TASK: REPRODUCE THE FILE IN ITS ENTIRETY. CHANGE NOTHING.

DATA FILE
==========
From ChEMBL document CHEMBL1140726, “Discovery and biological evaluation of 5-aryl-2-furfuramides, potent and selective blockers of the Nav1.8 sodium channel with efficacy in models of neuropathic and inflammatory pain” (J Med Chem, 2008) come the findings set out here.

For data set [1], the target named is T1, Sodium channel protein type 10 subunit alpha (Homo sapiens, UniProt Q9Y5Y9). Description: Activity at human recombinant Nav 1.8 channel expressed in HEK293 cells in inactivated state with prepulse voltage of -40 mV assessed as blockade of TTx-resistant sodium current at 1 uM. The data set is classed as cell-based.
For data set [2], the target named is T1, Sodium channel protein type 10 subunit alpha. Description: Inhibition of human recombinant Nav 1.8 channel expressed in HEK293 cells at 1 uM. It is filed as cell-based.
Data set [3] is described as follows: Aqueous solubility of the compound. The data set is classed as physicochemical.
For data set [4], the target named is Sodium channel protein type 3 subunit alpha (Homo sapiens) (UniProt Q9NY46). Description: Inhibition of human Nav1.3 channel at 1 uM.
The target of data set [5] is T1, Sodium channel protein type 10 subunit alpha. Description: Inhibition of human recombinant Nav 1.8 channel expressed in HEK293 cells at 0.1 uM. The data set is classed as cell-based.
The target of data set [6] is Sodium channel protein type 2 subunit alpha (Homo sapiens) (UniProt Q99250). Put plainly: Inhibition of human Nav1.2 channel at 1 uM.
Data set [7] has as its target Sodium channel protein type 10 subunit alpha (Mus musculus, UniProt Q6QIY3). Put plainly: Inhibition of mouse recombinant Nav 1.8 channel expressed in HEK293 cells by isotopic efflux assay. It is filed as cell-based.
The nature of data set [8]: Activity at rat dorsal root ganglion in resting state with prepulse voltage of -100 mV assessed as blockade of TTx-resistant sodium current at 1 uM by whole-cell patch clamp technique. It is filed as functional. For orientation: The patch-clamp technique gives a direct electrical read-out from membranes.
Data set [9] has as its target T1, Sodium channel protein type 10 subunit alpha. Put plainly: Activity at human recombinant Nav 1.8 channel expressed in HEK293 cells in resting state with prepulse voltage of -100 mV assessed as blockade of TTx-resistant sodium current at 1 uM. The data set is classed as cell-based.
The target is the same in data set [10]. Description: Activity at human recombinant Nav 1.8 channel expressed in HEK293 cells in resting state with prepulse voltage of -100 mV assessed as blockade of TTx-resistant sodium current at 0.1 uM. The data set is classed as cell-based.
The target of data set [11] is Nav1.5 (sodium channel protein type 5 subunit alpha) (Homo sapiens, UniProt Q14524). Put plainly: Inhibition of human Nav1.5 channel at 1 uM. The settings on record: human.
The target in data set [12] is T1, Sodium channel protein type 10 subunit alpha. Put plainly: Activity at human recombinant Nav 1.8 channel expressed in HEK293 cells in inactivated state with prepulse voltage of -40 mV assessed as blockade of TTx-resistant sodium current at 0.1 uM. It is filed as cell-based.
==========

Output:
From ChEMBL document CHEMBL1140726, “Discovery and biological evaluation of 5-aryl-2-furfuramides, potent and selective blockers of the Nav1.8 sodium channel with efficacy in models of neuropathic and inflammatory pain” (J Med Chem, 2008) come the findings set out here.

For data set [1], the target named is T1, Sodium channel protein type 10 subunit alpha (Homo sapiens, UniProt Q9Y5Y9). Description: Activity at human recombinant Nav 1.8 channel expressed in HEK293 cells in inactivated state with prepulse voltage of -40 mV assessed as blockade of TTx-resistant sodium current at 1 uM. The data set is classed as cell-based.
For data set [2], the target named is T1, Sodium channel protein type 10 subunit alpha. Description: Inhibition of human recombinant Nav 1.8 channel expressed in HEK293 cells at 1 uM. It is filed as cell-based.
Data set [3] is described as follows: Aqueous solubility of the compound. The data set is classed as physicochemical.
For data set [4], the target named is Sodium channel protein type 3 subunit alpha (Homo sapiens) (UniProt Q9NY46). Description: Inhibition of human Nav1.3 channel at 1 uM.
The target of data set [5] is T1, Sodium channel protein type 10 subunit alpha. Description: Inhibition of human recombinant Nav 1.8 channel expressed in HEK293 cells at 0.1 uM. The data set is classed as cell-based.
The target of data set [6] is Sodium channel protein type 2 subunit alpha (Homo sapiens) (UniProt Q99250). Put plainly: Inhibition of human Nav1.2 channel at 1 uM.
Data set [7] has as its target Sodium channel protein type 10 subunit alpha (Mus musculus, UniProt Q6QIY3). Put plainly: Inhibition of mouse recombinant Nav 1.8 channel expressed in HEK293 cells by isotopic efflux assay. It is filed as cell-based.
The nature of data set [8]: Activity at rat dorsal root ganglion in resting state with prepulse voltage of -100 mV assessed as blockade of TTx-resistant sodium current at 1 uM by whole-cell patch clamp technique. It is filed as functional. For orientation: The patch-clamp technique gives a direct electrical read-out from membranes.
Data set [9] has as its target T1, Sodium channel protein type 10 subunit alpha. Put plainly: Activity at human recombinant Nav 1.8 channel expressed in HEK293 cells in resting state with prepulse voltage of -100 mV assessed as blockade of TTx-resistant sodium current at 1 uM. The data set is classed as cell-based.
The target is the same in data set [10]. Description: Activity at human recombinant Nav 1.8 channel expressed in HEK293 cells in resting state with prepulse voltage of -100 mV assessed as blockade of TTx-resistant sodium current at 0.1 uM. The data set is classed as cell-based.
The target of data set [11] is Nav1.5 (sodium channel protein type 5 subunit alpha) (Homo sapiens, UniProt Q14524). Put plainly: Inhibition of human Nav1.5 channel at 1 uM. The settings on record: human.
The target in data set [12] is T1, Sodium channel protein type 10 subunit alpha. Put plainly: Activity at human recombinant Nav 1.8 channel expressed in HEK293 cells in inactivated state with prepulse voltage of -40 mV assessed as blockade of TTx-resistant sodium current at 0.1 uM. It is filed as cell-based.